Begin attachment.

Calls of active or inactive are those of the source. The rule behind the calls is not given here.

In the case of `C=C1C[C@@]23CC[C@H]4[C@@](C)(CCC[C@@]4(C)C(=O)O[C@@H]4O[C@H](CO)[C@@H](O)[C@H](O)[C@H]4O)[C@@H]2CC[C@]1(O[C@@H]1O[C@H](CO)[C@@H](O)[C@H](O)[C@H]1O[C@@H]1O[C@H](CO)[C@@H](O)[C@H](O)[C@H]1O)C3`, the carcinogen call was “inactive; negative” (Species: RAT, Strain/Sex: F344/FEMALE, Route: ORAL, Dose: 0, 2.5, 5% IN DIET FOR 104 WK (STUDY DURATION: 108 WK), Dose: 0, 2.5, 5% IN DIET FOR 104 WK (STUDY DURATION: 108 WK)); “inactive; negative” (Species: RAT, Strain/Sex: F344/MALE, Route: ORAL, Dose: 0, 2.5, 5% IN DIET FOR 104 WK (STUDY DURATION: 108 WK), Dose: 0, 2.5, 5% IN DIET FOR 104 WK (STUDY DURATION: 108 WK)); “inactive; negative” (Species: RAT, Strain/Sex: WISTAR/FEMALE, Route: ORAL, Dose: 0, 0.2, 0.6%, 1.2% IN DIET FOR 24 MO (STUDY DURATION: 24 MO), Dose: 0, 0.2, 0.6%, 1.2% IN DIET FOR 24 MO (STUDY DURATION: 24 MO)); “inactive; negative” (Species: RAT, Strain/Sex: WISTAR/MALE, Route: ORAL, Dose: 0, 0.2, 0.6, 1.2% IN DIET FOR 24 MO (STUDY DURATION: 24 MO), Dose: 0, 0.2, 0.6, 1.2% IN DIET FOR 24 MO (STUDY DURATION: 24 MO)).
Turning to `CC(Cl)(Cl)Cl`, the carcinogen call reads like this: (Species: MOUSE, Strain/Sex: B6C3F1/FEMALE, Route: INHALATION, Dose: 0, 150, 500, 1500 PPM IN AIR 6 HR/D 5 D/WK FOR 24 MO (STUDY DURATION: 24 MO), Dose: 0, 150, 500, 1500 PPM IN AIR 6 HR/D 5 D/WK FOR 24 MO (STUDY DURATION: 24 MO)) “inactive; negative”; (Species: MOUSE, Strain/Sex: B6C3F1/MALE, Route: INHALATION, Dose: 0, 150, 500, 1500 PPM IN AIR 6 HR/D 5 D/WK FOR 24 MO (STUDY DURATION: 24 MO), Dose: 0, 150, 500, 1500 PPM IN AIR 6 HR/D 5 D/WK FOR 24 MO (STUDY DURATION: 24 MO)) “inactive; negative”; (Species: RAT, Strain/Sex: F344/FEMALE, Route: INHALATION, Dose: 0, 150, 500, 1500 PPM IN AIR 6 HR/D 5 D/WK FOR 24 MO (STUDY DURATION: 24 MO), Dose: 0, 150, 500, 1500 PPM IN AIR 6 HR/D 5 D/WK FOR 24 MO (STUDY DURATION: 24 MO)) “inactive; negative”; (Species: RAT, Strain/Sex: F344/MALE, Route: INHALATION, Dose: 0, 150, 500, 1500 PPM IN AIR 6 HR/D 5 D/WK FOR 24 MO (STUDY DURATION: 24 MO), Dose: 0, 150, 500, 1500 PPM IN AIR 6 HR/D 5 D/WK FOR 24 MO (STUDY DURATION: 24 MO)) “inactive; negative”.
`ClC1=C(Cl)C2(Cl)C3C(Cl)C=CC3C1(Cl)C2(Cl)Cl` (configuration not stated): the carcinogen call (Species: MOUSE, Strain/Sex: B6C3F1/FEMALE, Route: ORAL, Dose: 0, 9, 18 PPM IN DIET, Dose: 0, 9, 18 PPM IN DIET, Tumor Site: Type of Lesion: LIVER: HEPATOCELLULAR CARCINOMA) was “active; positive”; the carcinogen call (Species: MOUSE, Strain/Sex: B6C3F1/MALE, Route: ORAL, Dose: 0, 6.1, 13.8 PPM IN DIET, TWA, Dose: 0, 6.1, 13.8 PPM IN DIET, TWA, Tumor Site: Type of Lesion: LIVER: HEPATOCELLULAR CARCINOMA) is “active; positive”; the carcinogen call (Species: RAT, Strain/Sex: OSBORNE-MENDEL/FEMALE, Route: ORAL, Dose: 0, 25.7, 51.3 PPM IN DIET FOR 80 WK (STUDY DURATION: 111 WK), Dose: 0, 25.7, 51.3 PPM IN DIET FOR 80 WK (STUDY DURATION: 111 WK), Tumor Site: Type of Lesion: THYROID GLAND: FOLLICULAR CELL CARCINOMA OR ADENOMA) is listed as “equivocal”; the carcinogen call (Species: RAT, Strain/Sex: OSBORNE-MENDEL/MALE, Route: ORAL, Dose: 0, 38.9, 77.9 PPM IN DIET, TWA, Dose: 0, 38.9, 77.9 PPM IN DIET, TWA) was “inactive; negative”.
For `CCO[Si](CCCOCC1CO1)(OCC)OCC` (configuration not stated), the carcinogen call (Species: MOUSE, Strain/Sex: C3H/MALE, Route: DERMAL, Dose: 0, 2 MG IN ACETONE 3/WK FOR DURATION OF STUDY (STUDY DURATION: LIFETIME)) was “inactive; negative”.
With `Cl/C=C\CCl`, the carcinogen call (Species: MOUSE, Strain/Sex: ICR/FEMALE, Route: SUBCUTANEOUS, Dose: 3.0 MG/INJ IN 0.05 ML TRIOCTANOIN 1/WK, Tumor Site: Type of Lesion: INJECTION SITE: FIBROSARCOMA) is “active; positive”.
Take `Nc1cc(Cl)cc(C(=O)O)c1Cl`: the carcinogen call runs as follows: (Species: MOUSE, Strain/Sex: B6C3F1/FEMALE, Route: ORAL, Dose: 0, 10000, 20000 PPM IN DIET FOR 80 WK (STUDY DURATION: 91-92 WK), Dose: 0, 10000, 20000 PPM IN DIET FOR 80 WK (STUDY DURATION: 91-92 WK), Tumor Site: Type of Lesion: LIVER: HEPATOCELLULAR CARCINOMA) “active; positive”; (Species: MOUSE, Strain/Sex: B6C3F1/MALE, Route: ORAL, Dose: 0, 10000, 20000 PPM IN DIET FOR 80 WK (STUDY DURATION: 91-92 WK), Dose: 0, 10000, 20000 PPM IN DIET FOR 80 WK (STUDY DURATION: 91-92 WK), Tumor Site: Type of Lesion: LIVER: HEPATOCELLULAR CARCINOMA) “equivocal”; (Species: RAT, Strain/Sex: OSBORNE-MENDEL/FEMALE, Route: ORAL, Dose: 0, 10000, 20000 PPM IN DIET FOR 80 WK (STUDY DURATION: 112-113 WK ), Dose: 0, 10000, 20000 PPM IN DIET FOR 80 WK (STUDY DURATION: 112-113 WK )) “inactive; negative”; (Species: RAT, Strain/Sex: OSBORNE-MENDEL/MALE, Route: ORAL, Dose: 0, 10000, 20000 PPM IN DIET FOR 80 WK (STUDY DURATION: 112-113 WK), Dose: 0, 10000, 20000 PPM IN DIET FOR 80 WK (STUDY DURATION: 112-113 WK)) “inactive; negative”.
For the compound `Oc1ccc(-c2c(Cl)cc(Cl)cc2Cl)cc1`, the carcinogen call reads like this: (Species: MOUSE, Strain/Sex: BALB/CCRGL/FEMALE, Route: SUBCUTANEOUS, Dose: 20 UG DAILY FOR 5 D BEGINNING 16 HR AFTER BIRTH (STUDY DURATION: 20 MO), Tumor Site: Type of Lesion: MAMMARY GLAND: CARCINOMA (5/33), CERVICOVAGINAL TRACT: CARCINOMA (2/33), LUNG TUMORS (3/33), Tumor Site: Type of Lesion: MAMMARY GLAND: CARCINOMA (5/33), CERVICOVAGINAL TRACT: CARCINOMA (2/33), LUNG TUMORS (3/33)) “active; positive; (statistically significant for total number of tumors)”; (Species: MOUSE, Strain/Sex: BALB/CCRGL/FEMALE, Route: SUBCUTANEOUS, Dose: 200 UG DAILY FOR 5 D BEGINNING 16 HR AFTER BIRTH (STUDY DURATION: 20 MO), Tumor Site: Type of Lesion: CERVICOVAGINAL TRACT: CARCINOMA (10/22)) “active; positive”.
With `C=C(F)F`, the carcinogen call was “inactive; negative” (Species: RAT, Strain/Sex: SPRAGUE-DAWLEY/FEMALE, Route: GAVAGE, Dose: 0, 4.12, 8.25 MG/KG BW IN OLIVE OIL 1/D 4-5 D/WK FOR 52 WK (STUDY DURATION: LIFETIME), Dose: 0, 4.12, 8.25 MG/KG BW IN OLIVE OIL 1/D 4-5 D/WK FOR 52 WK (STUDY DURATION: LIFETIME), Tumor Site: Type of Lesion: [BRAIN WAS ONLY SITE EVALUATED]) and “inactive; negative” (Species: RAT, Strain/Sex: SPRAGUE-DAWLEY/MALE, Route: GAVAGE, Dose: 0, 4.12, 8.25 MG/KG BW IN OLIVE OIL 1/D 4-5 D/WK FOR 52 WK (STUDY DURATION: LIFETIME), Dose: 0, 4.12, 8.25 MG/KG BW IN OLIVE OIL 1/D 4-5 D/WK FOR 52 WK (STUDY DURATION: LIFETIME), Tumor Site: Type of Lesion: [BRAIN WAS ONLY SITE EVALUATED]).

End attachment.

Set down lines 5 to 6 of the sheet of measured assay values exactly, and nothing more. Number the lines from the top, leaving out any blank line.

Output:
For `CCO[Si](CCCOCC1CO1)(OCC)OCC` (configuration not stated), the carcinogen call (Species: MOUSE, Strain/Sex: C3H/MALE, Route: DERMAL, Dose: 0, 2 MG IN ACETONE 3/WK FOR DURATION OF STUDY (STUDY DURATION: LIFETIME)) was “inactive; negative”.
With `Cl/C=C\CCl`, the carcinogen call (Species: MOUSE, Strain/Sex: ICR/FEMALE, Route: SUBCUTANEOUS, Dose: 3.0 MG/INJ IN 0.05 ML TRIOCTANOIN 1/WK, Tumor Site: Type of Lesion: INJECTION SITE: FIBROSARCOMA) is “active; positive”.